Another mistake we make in gift purchasing regards our desire for immediate gratification. Most Americans buy on credit during the holidays, enjoying their purchases now and paying for them later. Retailers entice us to give in to this temptation with offers of low financing, and assurances that they honor all major credit cards. Interestingly, research on the relationship between happiness and spending shows that we’ve got this backward. Purchasers are actually far happier when they pay for things up front that can’t be enjoyed until later. Buying a weekend vacation, for instance, that was planned for later in the Spring, or purchasing a gift certificate for a day spa, or anything that allows the user to plan for and look forward to the experience increases happiness significantly (Dunn & Norton, 2013). It seems that there’s something about the anticipation of, and looking forward to, enjoying a gift that increases the pleasure we experience from it.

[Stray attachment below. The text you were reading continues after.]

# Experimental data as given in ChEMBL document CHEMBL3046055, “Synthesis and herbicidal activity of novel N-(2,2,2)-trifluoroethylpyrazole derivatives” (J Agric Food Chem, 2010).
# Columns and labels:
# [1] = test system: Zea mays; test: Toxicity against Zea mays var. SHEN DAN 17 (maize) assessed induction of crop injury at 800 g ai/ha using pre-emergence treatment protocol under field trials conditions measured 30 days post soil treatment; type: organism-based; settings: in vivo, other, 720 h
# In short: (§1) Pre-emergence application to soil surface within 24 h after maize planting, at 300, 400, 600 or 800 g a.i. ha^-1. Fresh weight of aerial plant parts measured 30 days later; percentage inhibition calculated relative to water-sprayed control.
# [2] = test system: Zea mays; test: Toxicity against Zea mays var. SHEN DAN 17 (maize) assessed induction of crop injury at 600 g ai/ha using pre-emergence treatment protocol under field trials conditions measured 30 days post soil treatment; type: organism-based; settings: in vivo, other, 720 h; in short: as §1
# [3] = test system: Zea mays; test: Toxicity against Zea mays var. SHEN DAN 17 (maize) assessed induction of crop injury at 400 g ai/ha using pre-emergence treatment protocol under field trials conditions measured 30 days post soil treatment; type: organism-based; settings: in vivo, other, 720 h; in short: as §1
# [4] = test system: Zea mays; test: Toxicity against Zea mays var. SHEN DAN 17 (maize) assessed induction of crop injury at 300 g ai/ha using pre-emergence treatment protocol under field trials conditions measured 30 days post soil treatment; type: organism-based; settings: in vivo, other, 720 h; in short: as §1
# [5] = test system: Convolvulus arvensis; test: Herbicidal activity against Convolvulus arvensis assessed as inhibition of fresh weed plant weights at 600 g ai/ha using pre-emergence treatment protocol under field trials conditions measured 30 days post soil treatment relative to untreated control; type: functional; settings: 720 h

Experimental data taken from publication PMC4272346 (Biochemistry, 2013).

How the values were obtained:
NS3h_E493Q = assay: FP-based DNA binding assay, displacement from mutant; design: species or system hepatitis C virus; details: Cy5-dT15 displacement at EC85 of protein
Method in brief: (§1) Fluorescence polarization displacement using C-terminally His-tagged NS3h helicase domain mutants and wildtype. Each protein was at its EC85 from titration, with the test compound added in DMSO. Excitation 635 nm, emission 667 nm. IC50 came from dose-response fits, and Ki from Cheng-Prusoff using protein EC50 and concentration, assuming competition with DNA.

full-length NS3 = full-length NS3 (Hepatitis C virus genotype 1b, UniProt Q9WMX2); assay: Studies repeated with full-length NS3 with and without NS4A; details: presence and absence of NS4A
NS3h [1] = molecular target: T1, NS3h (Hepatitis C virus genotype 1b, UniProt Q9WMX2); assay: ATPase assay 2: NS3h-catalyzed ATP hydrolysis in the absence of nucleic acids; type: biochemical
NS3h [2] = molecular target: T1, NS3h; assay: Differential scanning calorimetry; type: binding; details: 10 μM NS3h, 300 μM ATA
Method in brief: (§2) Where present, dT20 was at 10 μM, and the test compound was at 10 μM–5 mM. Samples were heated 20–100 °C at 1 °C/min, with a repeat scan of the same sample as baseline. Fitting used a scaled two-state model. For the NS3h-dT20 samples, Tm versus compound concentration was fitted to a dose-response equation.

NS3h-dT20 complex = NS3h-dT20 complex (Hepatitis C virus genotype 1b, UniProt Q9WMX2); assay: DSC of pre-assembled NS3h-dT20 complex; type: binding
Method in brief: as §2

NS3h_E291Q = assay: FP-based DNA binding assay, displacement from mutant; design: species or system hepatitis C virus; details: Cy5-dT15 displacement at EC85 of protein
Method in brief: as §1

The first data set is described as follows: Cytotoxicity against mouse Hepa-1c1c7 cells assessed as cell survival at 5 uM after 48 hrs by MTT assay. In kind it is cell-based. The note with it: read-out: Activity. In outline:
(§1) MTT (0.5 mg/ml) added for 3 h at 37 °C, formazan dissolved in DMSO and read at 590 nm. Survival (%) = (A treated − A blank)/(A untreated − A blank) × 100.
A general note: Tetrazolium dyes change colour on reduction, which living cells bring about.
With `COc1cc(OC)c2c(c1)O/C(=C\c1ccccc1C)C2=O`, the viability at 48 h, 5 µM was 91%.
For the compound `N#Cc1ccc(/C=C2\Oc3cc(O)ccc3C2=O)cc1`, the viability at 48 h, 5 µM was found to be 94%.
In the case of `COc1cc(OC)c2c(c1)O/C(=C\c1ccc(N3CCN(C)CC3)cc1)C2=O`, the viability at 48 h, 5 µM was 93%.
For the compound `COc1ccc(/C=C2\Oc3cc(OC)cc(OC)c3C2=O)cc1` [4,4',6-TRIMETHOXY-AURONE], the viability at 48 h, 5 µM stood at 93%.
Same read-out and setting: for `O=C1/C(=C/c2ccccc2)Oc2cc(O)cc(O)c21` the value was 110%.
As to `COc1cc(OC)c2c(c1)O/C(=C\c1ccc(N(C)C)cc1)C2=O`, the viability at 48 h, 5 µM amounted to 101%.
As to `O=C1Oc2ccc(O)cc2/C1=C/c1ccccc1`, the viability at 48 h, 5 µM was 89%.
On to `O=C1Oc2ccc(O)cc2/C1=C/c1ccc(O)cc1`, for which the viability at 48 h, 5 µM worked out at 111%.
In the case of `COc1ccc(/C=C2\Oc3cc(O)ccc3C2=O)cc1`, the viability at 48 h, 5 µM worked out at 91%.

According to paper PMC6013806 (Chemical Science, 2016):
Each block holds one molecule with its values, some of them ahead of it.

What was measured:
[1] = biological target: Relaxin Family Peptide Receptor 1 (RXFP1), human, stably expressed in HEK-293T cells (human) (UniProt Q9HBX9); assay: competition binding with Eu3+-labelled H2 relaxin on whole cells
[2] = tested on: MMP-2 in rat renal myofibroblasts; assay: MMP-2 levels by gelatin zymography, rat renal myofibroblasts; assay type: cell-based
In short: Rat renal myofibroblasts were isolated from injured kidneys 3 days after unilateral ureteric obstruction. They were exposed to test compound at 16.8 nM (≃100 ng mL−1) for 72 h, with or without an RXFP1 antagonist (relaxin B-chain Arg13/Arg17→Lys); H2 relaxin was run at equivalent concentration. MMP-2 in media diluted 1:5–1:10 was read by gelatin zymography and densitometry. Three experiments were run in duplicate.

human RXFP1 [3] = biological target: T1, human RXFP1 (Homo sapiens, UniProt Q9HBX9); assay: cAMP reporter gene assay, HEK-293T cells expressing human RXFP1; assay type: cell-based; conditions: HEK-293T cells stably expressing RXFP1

One clever web site even allows you to choose the socially responsible option of giving your friends the opportunity to donate to a charity as your present. Through DonorsChoose.org, users can purchase a gift card that allows the recipient to spend money on someone else, rather than keep it her- or himself. In fact, you can even search by ZIP code to find a local school science teacher who needs money to buy a new microscope for her students, a community art program that needs supplies, etc., enhancing the experience by ensuring that the gift benefits her own community and neighbors.
Although our children tend to fixate upon gifts and candies, for adults the anticipation is all about food at the holidays. This pleasant aspect of the season can be a source of stress, however, if you’re hosting, especially if it’s for the first time. And for those of us with limited culinary skills, the experience can be downright intimidating. Thankfully, research on eating shows that the experience of food is really more about psychology than money or even quality.